RaiseEvent Doesn't Trigger Until After Thread Ends

Javin007
Javin007 used Ask the Experts™
on
I'm trying to fire off an event in a thread, and have it update a user interface in the parent thread.  While the code *technically* works, the delay in the event triggers is completely unacceptable.  

I have the following code that spawns the thread in a class that's created "withevents":
        RaiseEvent Lock_On(parTemp.ID, strTemp, intTemp)
        Debug.Print(System.Environment.TickCount & " - 'ON' Event Raised: " & parTemp.ID)
        thrTemp.Start(parTemp)

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This event is triggered when the code finishes running:
        RaiseEvent Lock_Off(Params.ID, strTemp, Threads.Unlock(strTemp))
        Debug.Print(System.Environment.TickCount & " - 'OFF' Event Raised: " & Params.ID)

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Then in the main class, here are the events:
    Private Sub p1_Lock_On(ByVal Index As Int64, ByVal Name As String, ByVal Thread As Int64) Handles p1.Lock_Off
        Debug.Print(System.Environment.TickCount & " - Received 'ON' Event " & Index)
    End Sub
    Private Sub p1_Lock_Off(ByVal Index As Int64, ByVal Name As String, ByVal Thread As Int64) Handles p1.Lock_Off
        Debug.Print(System.Environment.TickCount & " - Received 'OFF' Event " & Index)
    End Sub

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The end result is the following:
     469494609 - 'ON' Event Raised: 1
     469529015 - Received 'OFF' Event 1
     469529015 - Received 'ON' Event 1
     469529062 - 'OFF' Event Raised: 1


As you can see, the "ON" event is being raised, but it's a full 6+ seconds before it's actually RECEIVED by the event handler.  It doesn't actually get received until AFTER the "OFF" event is triggered, either.  Even the raising of the "OFF" event happening AFTER the receiving of the event is somewhat confusing.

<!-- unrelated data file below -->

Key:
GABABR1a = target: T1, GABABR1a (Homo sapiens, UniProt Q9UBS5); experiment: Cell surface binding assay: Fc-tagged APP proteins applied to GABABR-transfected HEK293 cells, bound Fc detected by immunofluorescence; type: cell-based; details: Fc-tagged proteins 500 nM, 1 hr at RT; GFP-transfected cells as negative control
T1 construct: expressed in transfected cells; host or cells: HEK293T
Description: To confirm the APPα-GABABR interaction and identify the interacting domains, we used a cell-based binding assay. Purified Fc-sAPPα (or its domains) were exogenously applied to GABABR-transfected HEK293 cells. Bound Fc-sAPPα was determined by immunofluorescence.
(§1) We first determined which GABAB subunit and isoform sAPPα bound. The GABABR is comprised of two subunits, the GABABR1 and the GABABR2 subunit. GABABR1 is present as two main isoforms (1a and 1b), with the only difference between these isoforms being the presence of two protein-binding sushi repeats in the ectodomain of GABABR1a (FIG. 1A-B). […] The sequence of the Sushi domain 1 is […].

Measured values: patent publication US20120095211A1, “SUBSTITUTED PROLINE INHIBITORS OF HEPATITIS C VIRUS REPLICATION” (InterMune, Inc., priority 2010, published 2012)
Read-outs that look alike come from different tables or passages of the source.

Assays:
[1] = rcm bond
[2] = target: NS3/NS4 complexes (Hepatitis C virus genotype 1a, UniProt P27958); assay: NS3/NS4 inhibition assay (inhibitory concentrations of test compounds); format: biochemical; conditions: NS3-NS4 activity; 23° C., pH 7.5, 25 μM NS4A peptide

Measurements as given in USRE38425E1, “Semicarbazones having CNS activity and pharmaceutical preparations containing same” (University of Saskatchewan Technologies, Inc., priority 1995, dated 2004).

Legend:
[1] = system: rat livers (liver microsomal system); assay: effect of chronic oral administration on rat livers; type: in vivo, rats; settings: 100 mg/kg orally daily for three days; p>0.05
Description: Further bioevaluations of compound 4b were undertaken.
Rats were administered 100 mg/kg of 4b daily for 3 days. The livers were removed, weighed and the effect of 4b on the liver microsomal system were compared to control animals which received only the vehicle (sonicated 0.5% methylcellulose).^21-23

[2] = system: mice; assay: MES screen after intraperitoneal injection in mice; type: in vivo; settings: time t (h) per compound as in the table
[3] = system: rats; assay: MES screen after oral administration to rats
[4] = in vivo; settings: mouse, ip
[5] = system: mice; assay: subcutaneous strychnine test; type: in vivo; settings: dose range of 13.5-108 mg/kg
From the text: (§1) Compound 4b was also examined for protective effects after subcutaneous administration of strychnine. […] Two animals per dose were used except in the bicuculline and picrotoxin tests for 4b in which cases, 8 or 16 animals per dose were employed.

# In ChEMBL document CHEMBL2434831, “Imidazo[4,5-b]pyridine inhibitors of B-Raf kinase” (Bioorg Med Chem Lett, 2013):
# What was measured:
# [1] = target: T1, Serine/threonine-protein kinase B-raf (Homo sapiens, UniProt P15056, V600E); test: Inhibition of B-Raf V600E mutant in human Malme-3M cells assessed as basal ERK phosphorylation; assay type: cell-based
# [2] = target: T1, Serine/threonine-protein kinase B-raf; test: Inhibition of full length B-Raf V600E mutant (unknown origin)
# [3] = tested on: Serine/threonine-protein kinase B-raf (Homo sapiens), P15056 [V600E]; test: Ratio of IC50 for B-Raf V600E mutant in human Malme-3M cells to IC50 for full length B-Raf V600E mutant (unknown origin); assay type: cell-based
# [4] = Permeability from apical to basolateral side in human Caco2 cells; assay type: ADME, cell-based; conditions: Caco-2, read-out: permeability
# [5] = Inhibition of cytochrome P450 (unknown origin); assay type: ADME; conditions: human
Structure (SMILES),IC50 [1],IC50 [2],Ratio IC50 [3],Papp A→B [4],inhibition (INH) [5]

Can someone please shed some light on this one?  How do I get the events to trigger WHEN they are actually called?  Otherwise, they're useless.  I may as well just stick all my "on" and "off" code in the same sub and run it at the end of the event.  >:(  Obviously this can be done SOMEHOW since the Debug is getting updated in real-time.
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Mike TomlinsonHigh School Computer Science, Computer Applications, Digital Design, and Mathematics Teacher
Top Expert 2009

Commented:
I don't see any marshalling going on with Invoke/Delegates or using a SynchronizationContext.

Did you turn off "cross-thread checking?"

What version VB.Net are you working in?
To run form or control events from a thread you need to use either BeginInvoke or Invoke.

http://msdn.microsoft.com/en-us/library/ae5kdt95.aspx
Commented:
I presme that's just a typo in you example.... where both event handler's are using p1.Lock_Off
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Mike TomlinsonHigh School Computer Science, Computer Applications, Digital Design, and Mathematics Teacher
Top Expert 2009

Commented:
Good spot graye!  That would be too funny if that was the "root" cause...  =D

The Tick count is the same too:

     469529015 - Received 'OFF' Event 1
     469529015 - Received 'ON' Event 1

Author

Commented:
Sweet... Baby... Jesus...

"I presme that's just a typo in you example.... where both event handler's are using p1.Lock_Off"

Nope, that was not a typo in the code transfer.  That was the glitch.  Do you have ANY idea how many hours I've burned on this, sure there was something mystical that was going on under the hood that I was missing?

Catching that typo in the code just earned you 500 pts.

Will close this without adding it to the knowledge base.  Thanks for the effort, all!
Mike TomlinsonHigh School Computer Science, Computer Applications, Digital Design, and Mathematics Teacher
Top Expert 2009

Commented:
Buy that man a virtual beer!...

Author

Commented:
ajb2222 / Idle_Mind:

What I do to check for required invocation is the following:


For any method that may require updates that need to be threadsafe (ie: GUI) I declare a delegate:

[Code]     Private Delegate Sub AddLine_Delegate(ByVal Index As Long, ByVal Value As String)[/Code]


Then, at the beginning of these methods, I add this line:
[Code]     Public Sub AddLine(ByVal Index As Long, ByVal Value As String)
        If Me.InvokeRequired Then Me.Invoke(New AddLine_Delegate(AddressOf AddLine), {Index, Value}) : Exit Sub
        'Do Stuff
     End Sub[/Code]

I don't know if this is the "right" way to do it, but it seems to work.  I'm open for suggestions if you know of a more standardized way to do this.

Author

Commented:
Grr.  Code tags didn't work this time.
Mike TomlinsonHigh School Computer Science, Computer Applications, Digital Design, and Mathematics Teacher
Top Expert 2009

Commented:
That's perfect!

You can also use a SynchronizationContext or a BackgroundWorker control...
http://www.experts-exchange.com/Programming/Languages/.NET/Visual_Basic.NET/Q_26253934.html

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